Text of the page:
Worldsteel: Steel industry committed to reducing CO2 footprint

by David Fleschen

The World Steel Association (worldsteel) has released a public policy paper, Climate change and the production of iron and steel. The paper outlines the steel industry’s challenges and opportunities with respect to reducing CO2 emissions in line with the aims of the Paris Agreement.

Steel production remains a CO2 and energy-intensive activity. However, the steel industry is committed to continuing to reduce the footprint from its operations and the use of its products. There is no single solution to drastically reducing CO2 emissions from our industry and we believe that individual countries are best placed to assess and implement policy and technical strategies to suit their particular circumstances. However, the main elements of the industry’s response, applicable to steel producers everywhere, are:

  • Reducing our own impact
  • Efficiency and the circular economy
  • Developing advanced steel products to enable societal transformations

Edwin Basson, Director General, worldsteel, said, ‘what is absolutely clear is that governments and other stakeholders will need to work with the steel industry to overcome the technological and economic challenges and create the market conditions necessary for the steel industry to transition to low-carbon steelmaking effectively.’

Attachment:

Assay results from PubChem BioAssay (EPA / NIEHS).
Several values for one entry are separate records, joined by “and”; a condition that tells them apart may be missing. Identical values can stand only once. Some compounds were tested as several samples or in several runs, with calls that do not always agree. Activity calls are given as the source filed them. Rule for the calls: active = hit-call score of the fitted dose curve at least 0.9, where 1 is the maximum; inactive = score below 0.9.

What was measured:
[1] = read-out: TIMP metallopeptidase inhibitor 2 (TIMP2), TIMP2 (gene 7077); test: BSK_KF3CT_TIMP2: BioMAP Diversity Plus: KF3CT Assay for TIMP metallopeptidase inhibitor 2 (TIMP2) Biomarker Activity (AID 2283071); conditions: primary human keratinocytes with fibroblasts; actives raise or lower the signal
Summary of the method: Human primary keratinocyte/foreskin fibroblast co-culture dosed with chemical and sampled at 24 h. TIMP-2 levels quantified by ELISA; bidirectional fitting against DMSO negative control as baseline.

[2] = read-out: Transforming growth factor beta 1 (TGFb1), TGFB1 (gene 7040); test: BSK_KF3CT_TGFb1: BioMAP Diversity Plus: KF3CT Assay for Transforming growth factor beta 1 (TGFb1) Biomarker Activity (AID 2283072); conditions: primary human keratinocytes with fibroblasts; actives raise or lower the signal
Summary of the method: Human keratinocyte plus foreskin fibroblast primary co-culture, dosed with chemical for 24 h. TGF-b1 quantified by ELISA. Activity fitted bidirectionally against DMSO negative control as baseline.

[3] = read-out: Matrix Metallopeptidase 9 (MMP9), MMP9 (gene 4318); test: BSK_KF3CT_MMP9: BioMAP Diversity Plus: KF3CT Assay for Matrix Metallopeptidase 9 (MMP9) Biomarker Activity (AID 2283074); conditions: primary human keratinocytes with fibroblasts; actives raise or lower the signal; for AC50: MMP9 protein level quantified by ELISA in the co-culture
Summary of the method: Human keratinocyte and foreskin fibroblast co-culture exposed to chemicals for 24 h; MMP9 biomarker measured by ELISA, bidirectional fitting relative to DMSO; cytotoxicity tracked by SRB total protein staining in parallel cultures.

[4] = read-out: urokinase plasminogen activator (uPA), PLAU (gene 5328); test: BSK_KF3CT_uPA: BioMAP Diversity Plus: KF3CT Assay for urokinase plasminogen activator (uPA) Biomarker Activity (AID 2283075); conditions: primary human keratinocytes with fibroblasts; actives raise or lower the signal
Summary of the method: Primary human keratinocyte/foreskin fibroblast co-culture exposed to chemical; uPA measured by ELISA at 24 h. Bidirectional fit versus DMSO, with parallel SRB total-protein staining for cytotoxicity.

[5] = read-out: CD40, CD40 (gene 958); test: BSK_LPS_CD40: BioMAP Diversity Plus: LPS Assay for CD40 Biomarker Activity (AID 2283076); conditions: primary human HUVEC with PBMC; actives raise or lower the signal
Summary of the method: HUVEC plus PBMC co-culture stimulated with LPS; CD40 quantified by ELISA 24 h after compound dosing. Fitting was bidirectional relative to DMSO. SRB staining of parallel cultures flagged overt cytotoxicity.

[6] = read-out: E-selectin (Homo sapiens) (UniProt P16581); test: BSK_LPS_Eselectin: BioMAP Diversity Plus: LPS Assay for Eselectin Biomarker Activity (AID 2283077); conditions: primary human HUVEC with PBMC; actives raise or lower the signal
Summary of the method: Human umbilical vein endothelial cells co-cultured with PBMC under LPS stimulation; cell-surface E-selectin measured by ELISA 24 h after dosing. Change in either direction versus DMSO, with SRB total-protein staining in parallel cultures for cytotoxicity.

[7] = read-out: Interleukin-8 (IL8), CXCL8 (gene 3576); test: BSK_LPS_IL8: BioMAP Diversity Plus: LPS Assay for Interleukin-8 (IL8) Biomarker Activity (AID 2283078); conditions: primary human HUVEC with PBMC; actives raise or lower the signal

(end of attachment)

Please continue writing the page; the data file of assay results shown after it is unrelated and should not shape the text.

Åsa Ekdahl, Head, Environment and Climate Change, worldsteel is presenting the contents of the paper in a webinar on Wednesday 19 May from 15.00 – 16.00 CET (13.00 – 14.00 UTC), ‘Climate Change and the Production of Iron and Steel: An Industry View.’ Åsa is secretary to worldsteel’s Environment Committee and leads worldsteel’s engagement with international organisations, including the United Nations Framework Convention on Climate Change (UNFCCC) and the Organisation for Economic Co-operation and Development (OECD). The webinar is a steelTalk, part of the series of free-to-attend monthly webinars organised by steeluniversity, worldsteel’s learning and training programme.

Source: Worldsteel, Photo: Fotolia

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